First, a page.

Picture books that you need to read, especially if you are a grown up

Picture books rock! 


Yes, they are always fun for children.  Yes, they take us back to a time when we snuggled up with someone as they read to us before bedtime.  But really, as grown ups, we need to get back to a good picture book.  At our Grown Up Book Fair at Payette Brewing, we had lots of people reading some of our most favorite children's books, hand-picked by Rebecca C. It was the BEST!!


So, if you missed the Grown Up Book Fair, did not check out our picture books while you were there, or simply feel that you need some jolly fun in your life, here is a list:


Do Not Lick This Book by Idan Ben-Barak

Min is a microbe. She is small. Very small. In fact, so small that you'd need to look through a microscope to see her. Or you can simply open this book and take Min on an adventure to amazing places she's never seen before--like the icy glaciers of your tooth or the twisted, tangled jungle of your shirt.

Fish and Crab by Marianna Coppo

Fish and Crab are best friends, always there for each other. When it's time for bed, Crab is ready to go to sleep, but Fish is still wide awake, wondering: What is that noise--that ooh, ooh? What if aliens abduct us as we sleep? What if it rains frogs? What if . . . so many things?!

I Eat Poop:  A Dung Beetle Story by Mark Pett

Dougie has a secret: he's not a ground beetle. He's a dung beetle, and he loves eating poop. But he does not think his classmates will understand.  Will they or won't they? (Laugh out loud funny!)

Knight Owl by Christopher Denise

Since the day he hatched, Owl dreamed of becoming a real knight. He may not be the biggest or the strongest, but his sharp nocturnal instincts can help protect the castle, especially since many knights have recently gone missing. While holding guard during Knight Night Watch, Owl is faced with the ultimate trial--a frightening intruder. It's a daunting duel by any measure. But what Owl lacks in size, he makes up for in good ideas.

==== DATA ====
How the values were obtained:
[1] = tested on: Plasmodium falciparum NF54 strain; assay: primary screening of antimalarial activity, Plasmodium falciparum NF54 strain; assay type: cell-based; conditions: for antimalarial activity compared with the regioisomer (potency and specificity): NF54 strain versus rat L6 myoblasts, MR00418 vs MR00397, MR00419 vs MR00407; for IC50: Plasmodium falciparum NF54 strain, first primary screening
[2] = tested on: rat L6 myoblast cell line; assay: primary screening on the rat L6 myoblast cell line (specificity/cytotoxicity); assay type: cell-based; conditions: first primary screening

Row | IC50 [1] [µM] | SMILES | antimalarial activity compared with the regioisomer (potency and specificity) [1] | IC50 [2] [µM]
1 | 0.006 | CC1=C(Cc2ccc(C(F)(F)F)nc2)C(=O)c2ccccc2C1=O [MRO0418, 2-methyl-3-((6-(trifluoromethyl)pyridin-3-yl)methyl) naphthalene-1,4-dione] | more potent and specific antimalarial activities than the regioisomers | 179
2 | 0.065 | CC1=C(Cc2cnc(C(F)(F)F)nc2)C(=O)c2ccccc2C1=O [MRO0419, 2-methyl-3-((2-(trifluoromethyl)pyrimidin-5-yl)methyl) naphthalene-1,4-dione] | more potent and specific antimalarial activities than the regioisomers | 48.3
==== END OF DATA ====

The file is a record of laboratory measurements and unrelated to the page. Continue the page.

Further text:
Not a Monster by Claudia Guadalupe Martinez

An axolotl may look like one, but it is certainly Not a Monster. This curious creature, made popular by Minecraft, is actually a salamander that will never lose its gills or fins. Not a Monster explores the traits of the axolotl, the Aztec origin myth about the species, and the way pollution is affecting its natural habitat: the canals of Xochimilco in Mexico City.

Pretty Perfect Kitty-Corn by Shannon Hale

Unicorn wants to be as perfect as everyone seems to think he is, so when he embarrasses himself in front of Kitty he is afraid Kitty will no longer want to be friends with a not-so-perfect Unicorn.

Boobies by Nancy Vo

A cheeky celebration of boobies -- the blue-footed avian sort and the more familiar kind that we find on our own bodies.

Randy the Badly Drawn Beautiful Horse by TL McBeth

Randy knows he's a beautiful horse--everyone says so. From his silky coat to his perfect smile to his very name, reserved only for the most special of creatures, Randy is beyond compare. This laugh-out-loud picture book plays with expectations and takes you inside a child's imaginary world, through construction-paper mountains, popsicle-stick forests, and sandpaper deserts. Readers are sure to fall for this maybe-not-so-beautiful but wholly endearing character.

We Don't Lose our Class Goldfish (A Penelope Rex Book) by Ryan Higgins

Penelope Rex has one fear: Walter, the class goldfish. So when Mrs. Noodleman tells the kids that they'll be taking turns bringing Walter home, Penelope gets carried away by her anxious imagination. The weekend has a rocky start--from Walter ominously licking his lips to a sleepless night where the fish's bowl appears to move closer and closer to Penelope's bed. But then Walter goes missing! Penelope must face her fear to find him and realizes along the way that there's more to Walter than his chomping jaws.

A Spoonful of Frogs by Casey Lyall

A witch's favorite treat is frog soup. Luckily, it's healthy and easy to make. To give it that extra kick and a pop of color, the key ingredient is a spoonful of frogs. But how do you keep the frogs on the spoon? They hop, they leap, they hide . . . and they escape. What is a poor witch to do?


And after you have read the books, always always look under the paper cover at the "undies".  You may be very pleasantly surprised....